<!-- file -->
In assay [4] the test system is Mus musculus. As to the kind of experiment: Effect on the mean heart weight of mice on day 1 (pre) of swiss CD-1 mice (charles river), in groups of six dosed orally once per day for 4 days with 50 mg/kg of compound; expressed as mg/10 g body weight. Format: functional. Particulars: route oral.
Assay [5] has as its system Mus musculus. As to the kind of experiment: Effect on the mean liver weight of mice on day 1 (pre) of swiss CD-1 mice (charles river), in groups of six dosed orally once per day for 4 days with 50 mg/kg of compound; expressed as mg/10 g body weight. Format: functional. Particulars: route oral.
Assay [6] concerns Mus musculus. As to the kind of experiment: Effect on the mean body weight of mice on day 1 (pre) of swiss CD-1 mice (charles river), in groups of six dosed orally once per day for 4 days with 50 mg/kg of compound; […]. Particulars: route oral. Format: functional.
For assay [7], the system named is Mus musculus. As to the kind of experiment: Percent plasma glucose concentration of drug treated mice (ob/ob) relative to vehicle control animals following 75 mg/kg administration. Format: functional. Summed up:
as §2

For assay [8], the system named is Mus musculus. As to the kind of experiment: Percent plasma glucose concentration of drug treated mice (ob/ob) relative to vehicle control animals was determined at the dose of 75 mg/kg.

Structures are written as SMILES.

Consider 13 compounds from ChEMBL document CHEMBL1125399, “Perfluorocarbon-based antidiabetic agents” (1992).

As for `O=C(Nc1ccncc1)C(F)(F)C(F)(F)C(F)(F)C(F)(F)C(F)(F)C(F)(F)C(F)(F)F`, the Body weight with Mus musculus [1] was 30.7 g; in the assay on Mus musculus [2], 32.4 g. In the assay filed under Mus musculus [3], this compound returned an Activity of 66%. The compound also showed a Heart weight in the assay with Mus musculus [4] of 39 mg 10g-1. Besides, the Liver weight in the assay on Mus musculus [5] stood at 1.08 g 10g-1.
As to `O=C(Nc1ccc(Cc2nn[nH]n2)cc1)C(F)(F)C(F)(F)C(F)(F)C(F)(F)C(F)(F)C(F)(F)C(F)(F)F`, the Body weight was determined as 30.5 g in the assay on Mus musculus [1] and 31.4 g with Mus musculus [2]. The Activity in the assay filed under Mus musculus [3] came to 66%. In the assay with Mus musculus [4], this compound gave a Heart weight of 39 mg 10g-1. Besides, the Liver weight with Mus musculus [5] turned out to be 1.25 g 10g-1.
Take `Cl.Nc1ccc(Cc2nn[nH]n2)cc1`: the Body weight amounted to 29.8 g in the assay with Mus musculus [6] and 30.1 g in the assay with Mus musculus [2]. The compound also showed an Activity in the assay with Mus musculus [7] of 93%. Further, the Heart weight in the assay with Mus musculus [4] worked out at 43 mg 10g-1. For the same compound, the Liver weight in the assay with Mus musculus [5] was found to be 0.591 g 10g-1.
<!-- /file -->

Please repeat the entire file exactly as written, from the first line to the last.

In assay [4] the test system is Mus musculus. As to the kind of experiment: Effect on the mean heart weight of mice on day 1 (pre) of swiss CD-1 mice (charles river), in groups of six dosed orally once per day for 4 days with 50 mg/kg of compound; expressed as mg/10 g body weight. Format: functional. Particulars: route oral.
Assay [5] has as its system Mus musculus. As to the kind of experiment: Effect on the mean liver weight of mice on day 1 (pre) of swiss CD-1 mice (charles river), in groups of six dosed orally once per day for 4 days with 50 mg/kg of compound; expressed as mg/10 g body weight. Format: functional. Particulars: route oral.
Assay [6] concerns Mus musculus. As to the kind of experiment: Effect on the mean body weight of mice on day 1 (pre) of swiss CD-1 mice (charles river), in groups of six dosed orally once per day for 4 days with 50 mg/kg of compound; […]. Particulars: route oral. Format: functional.
For assay [7], the system named is Mus musculus. As to the kind of experiment: Percent plasma glucose concentration of drug treated mice (ob/ob) relative to vehicle control animals following 75 mg/kg administration. Format: functional. Summed up:
as §2

For assay [8], the system named is Mus musculus. As to the kind of experiment: Percent plasma glucose concentration of drug treated mice (ob/ob) relative to vehicle control animals was determined at the dose of 75 mg/kg.

Structures are written as SMILES.

Consider 13 compounds from ChEMBL document CHEMBL1125399, “Perfluorocarbon-based antidiabetic agents” (1992).

As for `O=C(Nc1ccncc1)C(F)(F)C(F)(F)C(F)(F)C(F)(F)C(F)(F)C(F)(F)C(F)(F)F`, the Body weight with Mus musculus [1] was 30.7 g; in the assay on Mus musculus [2], 32.4 g. In the assay filed under Mus musculus [3], this compound returned an Activity of 66%. The compound also showed a Heart weight in the assay with Mus musculus [4] of 39 mg 10g-1. Besides, the Liver weight in the assay on Mus musculus [5] stood at 1.08 g 10g-1.
As to `O=C(Nc1ccc(Cc2nn[nH]n2)cc1)C(F)(F)C(F)(F)C(F)(F)C(F)(F)C(F)(F)C(F)(F)C(F)(F)F`, the Body weight was determined as 30.5 g in the assay on Mus musculus [1] and 31.4 g with Mus musculus [2]. The Activity in the assay filed under Mus musculus [3] came to 66%. In the assay with Mus musculus [4], this compound gave a Heart weight of 39 mg 10g-1. Besides, the Liver weight with Mus musculus [5] turned out to be 1.25 g 10g-1.
Take `Cl.Nc1ccc(Cc2nn[nH]n2)cc1`: the Body weight amounted to 29.8 g in the assay with Mus musculus [6] and 30.1 g in the assay with Mus musculus [2]. The compound also showed an Activity in the assay with Mus musculus [7] of 93%. Further, the Heart weight in the assay with Mus musculus [4] worked out at 43 mg 10g-1. For the same compound, the Liver weight in the assay with Mus musculus [5] was found to be 0.591 g 10g-1.